Columnist to gun owners: Next time, just let your friendly neighborhood burglar in
posted at 4:48 pm on January 15, 2013 by Ed Morrissey
Is this satire, or can an English major at the University of Florida really be this clueless? I’m … torn. Dallin Kelson says the lesson of the woman who barricaded herself and her children in the attic and then shot an intruder five times when he approached them isn’t that a handgun provides effective self-defense, or that higher-capacity magazines actually have a purpose. It’s that the problem started when the woman didn’t welcome the burglar in the first place:
There’s an important aspect of this story I need to draw attention to at this point because it perplexes the hell outta me: He didn’t mean to violently intrude upon this family.
The guy shows up knocking at the door, ostensibly to sell them some encyclopedias or crowbars or something.
No answer. So he rings the doorbell a bunch of times, and instead of answering the door or somehow asking him what he wants, they hide and call the cops!
Now that he’s satisfied that no one is home, he begins liberating the family’s belongings in the name of the proletariat. Like any good burglar, he’s thorough, working through every room in the house until he eventually reaches the attic.
He opens the door, and suddenly a relatively harmless cat burglary becomes a violent home invasion.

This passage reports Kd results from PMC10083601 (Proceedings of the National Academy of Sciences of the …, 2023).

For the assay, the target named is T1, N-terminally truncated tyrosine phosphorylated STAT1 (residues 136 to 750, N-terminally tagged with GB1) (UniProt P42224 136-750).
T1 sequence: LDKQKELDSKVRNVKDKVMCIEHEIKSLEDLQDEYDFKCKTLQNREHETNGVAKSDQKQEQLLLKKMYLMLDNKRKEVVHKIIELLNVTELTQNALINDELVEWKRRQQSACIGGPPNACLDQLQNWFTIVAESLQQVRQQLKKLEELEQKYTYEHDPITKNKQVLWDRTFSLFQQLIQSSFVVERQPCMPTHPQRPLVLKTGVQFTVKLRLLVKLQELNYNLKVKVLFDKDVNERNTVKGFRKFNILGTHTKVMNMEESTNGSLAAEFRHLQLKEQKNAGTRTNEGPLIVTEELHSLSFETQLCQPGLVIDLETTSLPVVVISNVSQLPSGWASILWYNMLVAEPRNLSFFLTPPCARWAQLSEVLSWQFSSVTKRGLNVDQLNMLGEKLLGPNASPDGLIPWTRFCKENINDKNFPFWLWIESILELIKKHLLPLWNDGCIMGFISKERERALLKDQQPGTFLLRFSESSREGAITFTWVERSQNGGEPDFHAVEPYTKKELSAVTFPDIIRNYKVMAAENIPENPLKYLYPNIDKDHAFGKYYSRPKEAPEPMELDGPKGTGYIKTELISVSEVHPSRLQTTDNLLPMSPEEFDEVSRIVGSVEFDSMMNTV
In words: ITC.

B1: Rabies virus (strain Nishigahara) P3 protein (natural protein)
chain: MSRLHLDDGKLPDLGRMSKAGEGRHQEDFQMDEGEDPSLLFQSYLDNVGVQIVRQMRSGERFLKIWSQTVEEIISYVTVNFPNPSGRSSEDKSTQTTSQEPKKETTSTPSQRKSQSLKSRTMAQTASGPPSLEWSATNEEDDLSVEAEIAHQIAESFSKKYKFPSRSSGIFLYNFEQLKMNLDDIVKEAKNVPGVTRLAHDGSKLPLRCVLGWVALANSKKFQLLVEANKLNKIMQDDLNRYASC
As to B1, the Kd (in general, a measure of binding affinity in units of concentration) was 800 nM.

Those with a pro-gun stance paraded this story as an example of why passing gun control legislation would be worse for America than a gay marriage between President Barack Obama and Michael Moore held on the steps of the Capitol where both tuxedos are made entirely from marijuana and birth control pills.
Self-defense is a legitimate thing; there are certain human instincts that encourage self-preservation rather than lengthy reflection and discussion of motives.
Or as Lao Tzu so wisely wrote, “Shoot first, ask questions later.”
The problematic part of how this scenario played out is not what she did in the heat of that moment. I just want to know why she didn’t, you know, answer the door in the first place.
I’m guessing that this is satire, with the “in the name of the proletariat” reference and a couple of other clues. The commenters at the Independent Florida Alligator are mostly convinced he’s serious. Read the whole thing, and see if you can figure it out. If this is satire, then Kelson has a great career ahead of him in the writing business. If he’s serious … he has a great career ahead of him in academia or Democratic Party politics. But I repeat myself …